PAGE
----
Therefore, a need exists for better processes for cutting edge structures made of polymer and more cost-effective methods of making cutting edge structures for shaving razors having required tip radius, less variability in edge quality and sharpness to provide a comparable or improved shaving experience.
It is also desirable to find materials and processes that can form cutting edge structures having any shape, such as non-linear edges and/or provide an integrated assembly.
SUMMARY OF THE INVENTION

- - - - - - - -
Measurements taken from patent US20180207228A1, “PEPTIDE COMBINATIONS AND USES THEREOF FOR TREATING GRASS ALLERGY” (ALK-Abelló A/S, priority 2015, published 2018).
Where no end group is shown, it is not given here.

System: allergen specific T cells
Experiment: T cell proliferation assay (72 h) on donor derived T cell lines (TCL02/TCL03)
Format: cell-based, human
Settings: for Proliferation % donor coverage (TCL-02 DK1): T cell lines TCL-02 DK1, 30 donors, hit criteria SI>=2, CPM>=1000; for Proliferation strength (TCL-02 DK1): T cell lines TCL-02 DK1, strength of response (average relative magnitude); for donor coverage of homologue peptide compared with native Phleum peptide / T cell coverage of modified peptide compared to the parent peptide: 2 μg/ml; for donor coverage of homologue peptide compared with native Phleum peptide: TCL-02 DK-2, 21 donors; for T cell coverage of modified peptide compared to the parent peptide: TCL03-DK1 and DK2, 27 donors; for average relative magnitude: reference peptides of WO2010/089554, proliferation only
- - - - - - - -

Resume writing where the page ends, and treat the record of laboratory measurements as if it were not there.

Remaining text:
The present invention provides a simple, efficient method for manufacturing one or more cutting edge structures, such as razor blades from a polymeric material and a functional polymeric cutting edge structure such as a razor blade. Moreover, some methods are suitable for producing a plurality of such cutting edge structures, or "blade boxes" comprising a plurality of razor blades formed in a polymeric material to be disposed as a single unit in a razor cartridge. In one aspect, the method for manufacturing at least one cutting edge structure includes providing a base structure of a first polymeric material, pressing at least one cutting edge template into the base structure, removing the template to obtain a cavity in the base structure, filling the cavity with a second material, the second material being a precursor for a polymeric material, curing the second material, and separating the base structure and the cured second polymeric material, the at least one cutting edge structure comprised of the cured second polymeric material. In one aspect of the invention, the second precursor material includes a monomer material, an oligomer material, or any combination thereof. The at least one cutting edge structure can include a gothic arch, a roman arch, or one or more undercuts and have a tip radius of less than 1 micrometer.